A diabetic patient takes a finger prick reading from an insulin pen.

Complete Diabetes Care to Live Well

When it comes to diabetes, each case is unique. That’s why we’ve designed the services at the Texas Health Huguley Diabetes Center to meet the individualized needs of the diabetes patients we serve. You’ll get optimal care and all the support you need to manage diabetes and feel whole.

High Standards for Diabetes Care

Here, you’ll find care that other experts trust. The Texas Health Huguley Diabetes Center is the first hospital-based, ADA recognized diabetes management program in Tarrant County. We are also recognized by the American Diabetes Association and the American Association of Diabetes Educators for meeting national standards for diabetes education programs. 

Helping You Understand Diabetes

Services are provided by a registered nurse and registered dietitian who are certified diabetes educators. The Texas Health Huguley Diabetes Center is the first hospital-based, ADA recognized diabetes management program in Tarrant County.

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Type 1 Diabetes

Type 1 diabetes is sometimes referred to as juvenile diabetes because it’s often first diagnosed in childhood. People who are recently diagnosed with Type 1 diabetes need medical support to learn how to predict and manage their condition.

 

Screening for Type 1 Diabetes

If you're newly diagnosed with Type 1 diabetes, your care will start with screenings where we get to know you, your health history, your self-care routines and your health goals. We’ll use blood tests to monitor your blood sugar and make sure you have the tools you need to avoid complications. 

Tests for Type 1 diabetes include:

  • Fasting plasma glucose tests, which measure blood sugar after fasting from food and drink for eight hours.
  • Glycated hemoglobin A1C tests, which estimate your blood-sugar average over a few months.
  • Random plasma glucose tests, which measure your blood sugar without fasting.

 

Symptoms of Type 1 Diabetes

Keeping your blood sugar levels stable can feel like a balancing act, even on normal days. And when you add in disruptors — like missed meals, alcohol, sugary snacks, medicines, colds, exercise, stress and travel — the challenge grows. Our team can help you recognize signals that may indicate the presence of Type 1 diabetes, such as:

  • Blurred vision
  • Extreme hunger
  • Fatigue and weakness
  • Frequent urination
  • Increased thirst
  • Irritability and other mood changes
  • Unintended weight loss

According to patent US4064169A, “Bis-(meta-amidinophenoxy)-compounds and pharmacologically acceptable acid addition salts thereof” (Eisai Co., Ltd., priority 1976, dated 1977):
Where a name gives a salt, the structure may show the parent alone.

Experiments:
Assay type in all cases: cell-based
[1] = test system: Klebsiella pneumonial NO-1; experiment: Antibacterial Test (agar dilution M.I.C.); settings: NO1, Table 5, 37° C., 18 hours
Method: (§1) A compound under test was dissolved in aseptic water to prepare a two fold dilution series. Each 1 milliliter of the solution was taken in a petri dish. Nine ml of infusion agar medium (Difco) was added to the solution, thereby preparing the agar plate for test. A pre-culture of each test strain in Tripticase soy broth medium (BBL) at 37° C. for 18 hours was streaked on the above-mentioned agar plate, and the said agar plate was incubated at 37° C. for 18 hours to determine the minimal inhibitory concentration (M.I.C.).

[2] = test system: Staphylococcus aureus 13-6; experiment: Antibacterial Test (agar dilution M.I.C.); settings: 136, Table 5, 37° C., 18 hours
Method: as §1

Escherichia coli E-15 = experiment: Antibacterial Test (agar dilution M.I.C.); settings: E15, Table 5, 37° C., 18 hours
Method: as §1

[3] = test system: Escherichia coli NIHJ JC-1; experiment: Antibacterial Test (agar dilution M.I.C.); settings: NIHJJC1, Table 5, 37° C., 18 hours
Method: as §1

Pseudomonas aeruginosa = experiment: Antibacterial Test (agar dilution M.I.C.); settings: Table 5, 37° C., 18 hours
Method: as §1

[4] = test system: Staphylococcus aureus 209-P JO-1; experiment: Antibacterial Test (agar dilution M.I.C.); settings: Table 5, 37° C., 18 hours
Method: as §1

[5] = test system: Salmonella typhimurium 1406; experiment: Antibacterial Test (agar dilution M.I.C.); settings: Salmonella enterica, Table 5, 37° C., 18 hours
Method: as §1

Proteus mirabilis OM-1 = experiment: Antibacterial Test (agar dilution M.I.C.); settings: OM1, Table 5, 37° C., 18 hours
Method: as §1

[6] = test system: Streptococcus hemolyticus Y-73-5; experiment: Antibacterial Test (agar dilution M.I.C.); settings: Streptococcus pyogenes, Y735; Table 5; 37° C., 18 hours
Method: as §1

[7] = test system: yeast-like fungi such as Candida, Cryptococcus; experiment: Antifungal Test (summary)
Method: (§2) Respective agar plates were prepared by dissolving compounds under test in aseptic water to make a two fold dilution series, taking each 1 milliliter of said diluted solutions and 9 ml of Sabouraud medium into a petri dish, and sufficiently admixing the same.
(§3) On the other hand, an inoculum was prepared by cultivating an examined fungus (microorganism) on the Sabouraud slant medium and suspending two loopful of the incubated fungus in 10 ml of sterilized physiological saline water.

Managing Type 1 Diabetes

Getting your diabetes symptoms under control can boost your energy and your confidence. We’re here to help you learn how to work towards better health every day, with support and coaching on how to:

  • Count carbohydrates in your meals
  • Exercise
  • Maintain a healthy weight
  • Manage your condition
  • Monitor your blood sugar
  • Take your insulin
Type 2 Diabetes

Type 2 diabetes, sometimes called adult-onset diabetes, means your body doesn’t use insulin properly. And if left untreated, it can put you at a higher risk of developing heart disease and other medical conditions, including neuropathy (painful nerve endings), polycystic ovarian syndrome, foot circulation problems and vision issues. 

 

Symptoms of Type 2 Diabetes

Low energy, excessive hunger and frequent urination may not seem like serious issues on their own, but they can be indicators of Type 2 diabetes. Luckily, the symptoms of Type 2 diabetes and the condition itself are reversible with diabetes medication and blood-sugar control. Talk to your doctor if you’re experiencing any combination of:

  • Belly fat
  • Blurred vision
  • Body mass index higher than 25
  • Dark skin patches
  • Fatigue
  • Increased hunger
  • Increased thirst and frequent urination
  • Slow-healing sores or frequent infections
  • Weight gain or weight loss

 

Testing for Type 2 Diabetes

Understanding your risk and finding out your blood-sugar numbers can help you prevent Type 2 diabetes. We can administer any one of these quick and easy tests to determine your blood sugar levels:

  • Fasting plasma glucose tests, which measure your blood sugar after fasting for eight hours without food or drink.
  • Glycated hemoglobin A1C tests, which estimate your average blood sugar levels over the previous three months.
  • Oral glucose tolerance tests (OGTTs), which check how fast your blood sugar rises and falls after a sugary drink.